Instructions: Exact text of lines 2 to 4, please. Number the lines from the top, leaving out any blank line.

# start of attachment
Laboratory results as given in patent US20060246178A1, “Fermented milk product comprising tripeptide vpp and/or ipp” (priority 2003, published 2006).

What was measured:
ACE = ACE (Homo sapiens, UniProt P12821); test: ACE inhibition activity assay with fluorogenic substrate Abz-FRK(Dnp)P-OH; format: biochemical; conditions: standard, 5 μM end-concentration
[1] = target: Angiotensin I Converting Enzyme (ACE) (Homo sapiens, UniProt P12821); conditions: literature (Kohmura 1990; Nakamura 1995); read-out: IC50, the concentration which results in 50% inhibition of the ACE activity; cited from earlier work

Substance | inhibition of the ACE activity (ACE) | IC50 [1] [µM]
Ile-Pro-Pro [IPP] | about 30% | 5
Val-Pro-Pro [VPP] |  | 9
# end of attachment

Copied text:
What was measured:
ACE = ACE (Homo sapiens, UniProt P12821); test: ACE inhibition activity assay with fluorogenic substrate Abz-FRK(Dnp)P-OH; format: biochemical; conditions: standard, 5 μM end-concentration
[1] = target: Angiotensin I Converting Enzyme (ACE) (Homo sapiens, UniProt P12821); conditions: literature (Kohmura 1990; Nakamura 1995); read-out: IC50, the concentration which results in 50% inhibition of the ACE activity; cited from earlier work